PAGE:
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University of Bristol becomes an ICE academic partner

15 February 2024

Civil engineering students and staff will benefit from the new partnership aimed at supporting their professional development.

University of Bristol becomes an ICE academic partner
Professor Tansy Jessop, pro vice-chancellor for education and students at the University of Bristol, and ICE President Professor Anusha Shah signing the charter agreement.

The University of Bristol has signed an agreement to become the ICE's latest academic partner.

The ICE Academic Partnerships scheme provides tailored professional development opportunities for students at universities with accredited civil engineering courses.

The arrangement enhances students’ employability and prepares them for life as professionally qualified civil engineers.

The scheme also supports academic staff by offering lifelong learning resources for their continuing professional development (CPD), as well as access to research funds, teaching materials and industry expertise.

Career head start

ICE President Professor Anusha Shah joined Professor Tansy Jessop, University of Bristol pro vice-chancellor for education and students, on a visit to Bristol to sign the academic partner charter agreement.

Professor Shah said: “The ICE is looking forward to working closely with the University of Bristol to help civil engineering students begin their journey to professional qualification and give them a head start on their career path.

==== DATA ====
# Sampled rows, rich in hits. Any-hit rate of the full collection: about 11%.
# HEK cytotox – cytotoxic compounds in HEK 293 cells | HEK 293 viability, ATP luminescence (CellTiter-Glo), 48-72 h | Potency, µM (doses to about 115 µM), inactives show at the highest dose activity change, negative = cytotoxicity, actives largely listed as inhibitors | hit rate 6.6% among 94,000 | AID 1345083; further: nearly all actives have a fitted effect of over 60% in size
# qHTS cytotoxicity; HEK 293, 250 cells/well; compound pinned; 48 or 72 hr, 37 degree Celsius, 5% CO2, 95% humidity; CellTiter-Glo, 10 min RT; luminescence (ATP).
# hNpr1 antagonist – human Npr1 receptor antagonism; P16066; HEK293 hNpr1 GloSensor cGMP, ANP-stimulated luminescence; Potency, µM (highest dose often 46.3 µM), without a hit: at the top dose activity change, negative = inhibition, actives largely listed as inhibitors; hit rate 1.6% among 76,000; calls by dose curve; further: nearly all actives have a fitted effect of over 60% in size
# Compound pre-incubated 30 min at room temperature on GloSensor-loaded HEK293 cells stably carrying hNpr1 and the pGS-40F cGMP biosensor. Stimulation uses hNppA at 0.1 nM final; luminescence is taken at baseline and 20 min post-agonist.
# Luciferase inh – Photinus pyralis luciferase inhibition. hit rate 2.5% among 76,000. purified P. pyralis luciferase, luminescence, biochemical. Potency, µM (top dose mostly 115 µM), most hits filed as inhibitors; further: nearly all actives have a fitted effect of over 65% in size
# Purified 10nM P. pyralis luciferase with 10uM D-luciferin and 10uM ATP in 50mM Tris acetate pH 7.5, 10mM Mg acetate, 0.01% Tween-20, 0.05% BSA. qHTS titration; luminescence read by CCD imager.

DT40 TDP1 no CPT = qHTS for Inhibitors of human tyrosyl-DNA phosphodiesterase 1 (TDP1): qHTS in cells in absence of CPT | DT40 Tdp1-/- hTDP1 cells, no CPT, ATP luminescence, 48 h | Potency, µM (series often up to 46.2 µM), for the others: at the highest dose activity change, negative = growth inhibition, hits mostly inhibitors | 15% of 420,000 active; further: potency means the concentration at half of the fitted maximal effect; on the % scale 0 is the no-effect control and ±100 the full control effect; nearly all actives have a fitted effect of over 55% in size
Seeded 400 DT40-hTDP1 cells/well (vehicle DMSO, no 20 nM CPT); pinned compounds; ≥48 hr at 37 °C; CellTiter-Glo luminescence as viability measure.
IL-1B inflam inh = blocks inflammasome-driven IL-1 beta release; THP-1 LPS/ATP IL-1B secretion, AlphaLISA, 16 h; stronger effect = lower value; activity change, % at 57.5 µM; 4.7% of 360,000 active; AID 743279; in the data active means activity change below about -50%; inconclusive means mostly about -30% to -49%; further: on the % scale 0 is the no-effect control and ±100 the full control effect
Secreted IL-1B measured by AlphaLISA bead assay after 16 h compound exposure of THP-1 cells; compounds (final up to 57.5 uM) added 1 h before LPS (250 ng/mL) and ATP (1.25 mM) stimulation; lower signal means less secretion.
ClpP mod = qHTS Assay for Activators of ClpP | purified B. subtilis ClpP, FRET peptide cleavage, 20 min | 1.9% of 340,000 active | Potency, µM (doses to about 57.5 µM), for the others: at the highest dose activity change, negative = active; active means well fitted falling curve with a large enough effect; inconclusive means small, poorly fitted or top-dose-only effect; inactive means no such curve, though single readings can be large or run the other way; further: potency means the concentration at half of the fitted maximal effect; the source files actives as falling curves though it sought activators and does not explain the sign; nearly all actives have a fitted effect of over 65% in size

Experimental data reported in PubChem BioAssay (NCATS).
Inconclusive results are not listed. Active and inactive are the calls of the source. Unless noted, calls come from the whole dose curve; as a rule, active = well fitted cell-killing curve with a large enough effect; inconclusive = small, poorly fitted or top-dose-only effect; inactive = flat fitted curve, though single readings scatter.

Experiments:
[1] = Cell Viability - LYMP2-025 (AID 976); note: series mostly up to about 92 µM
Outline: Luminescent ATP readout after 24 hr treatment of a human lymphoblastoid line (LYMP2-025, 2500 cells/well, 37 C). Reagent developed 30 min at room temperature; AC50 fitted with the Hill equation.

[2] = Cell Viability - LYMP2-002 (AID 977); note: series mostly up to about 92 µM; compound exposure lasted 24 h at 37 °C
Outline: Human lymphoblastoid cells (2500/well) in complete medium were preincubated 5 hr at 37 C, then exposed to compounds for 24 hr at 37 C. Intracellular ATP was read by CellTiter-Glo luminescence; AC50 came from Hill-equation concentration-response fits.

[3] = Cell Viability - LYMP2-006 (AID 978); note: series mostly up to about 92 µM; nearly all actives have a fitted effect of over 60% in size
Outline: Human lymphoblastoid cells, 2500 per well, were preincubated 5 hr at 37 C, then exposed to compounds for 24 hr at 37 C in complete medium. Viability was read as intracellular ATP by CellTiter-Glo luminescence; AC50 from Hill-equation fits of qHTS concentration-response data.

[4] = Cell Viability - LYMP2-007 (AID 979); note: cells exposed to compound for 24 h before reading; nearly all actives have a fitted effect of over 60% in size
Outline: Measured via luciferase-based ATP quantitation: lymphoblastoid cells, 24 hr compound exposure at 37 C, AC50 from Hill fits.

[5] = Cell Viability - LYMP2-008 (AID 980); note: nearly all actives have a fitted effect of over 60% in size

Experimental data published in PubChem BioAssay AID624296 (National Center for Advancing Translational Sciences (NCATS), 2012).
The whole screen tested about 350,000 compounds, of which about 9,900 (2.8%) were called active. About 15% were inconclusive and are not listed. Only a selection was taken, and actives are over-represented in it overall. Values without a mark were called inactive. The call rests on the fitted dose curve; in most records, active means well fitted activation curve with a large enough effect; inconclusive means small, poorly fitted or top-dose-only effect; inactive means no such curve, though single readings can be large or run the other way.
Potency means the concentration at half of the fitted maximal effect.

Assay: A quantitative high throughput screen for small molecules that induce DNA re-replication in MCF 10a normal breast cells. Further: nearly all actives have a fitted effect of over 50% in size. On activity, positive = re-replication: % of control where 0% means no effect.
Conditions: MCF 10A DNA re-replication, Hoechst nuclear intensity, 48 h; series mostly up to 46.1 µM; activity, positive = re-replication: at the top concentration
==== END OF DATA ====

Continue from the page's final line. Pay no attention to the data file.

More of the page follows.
“By helping to create a culture of early professionalism among civil engineering students, we are sowing the seeds to ensure we have the future talent to meet the challenges of building a more nature- and people-positive world.”

Through the academic partnership programme, the ICE helps students develop their professional portfolios through a raft of enrichment opportunities.

They may also benefit from valuable careers connections and an industry buddy scheme, giving them access to the ICE’s network of 95,000 members across the UK and beyond.

By the time they graduate from an accredited course, students will have met the educational base needed for Incorporated or Chartered Engineer.

This is a key step to becoming professionally qualified members of the ICE, and highly beneficial for their career development.

Fresh opportunities for university staff

Professor Tansy Jessop believes the academic partnership with the ICE will set the University of Bristol’s civil engineering students one step further on the road to professional life.

She added: “For academic staff, the partnership brings fresh opportunities to engage in professional development led by the institution.

“We are looking forward to a productive relationship of mutual learning about the latest trends and ideas in civil engineering.”

There are now 28 universities and colleges across the UK in the ICE Academic Partnerships programme.

Find out more

  • Lidia Pearce, communications lead at ICE South West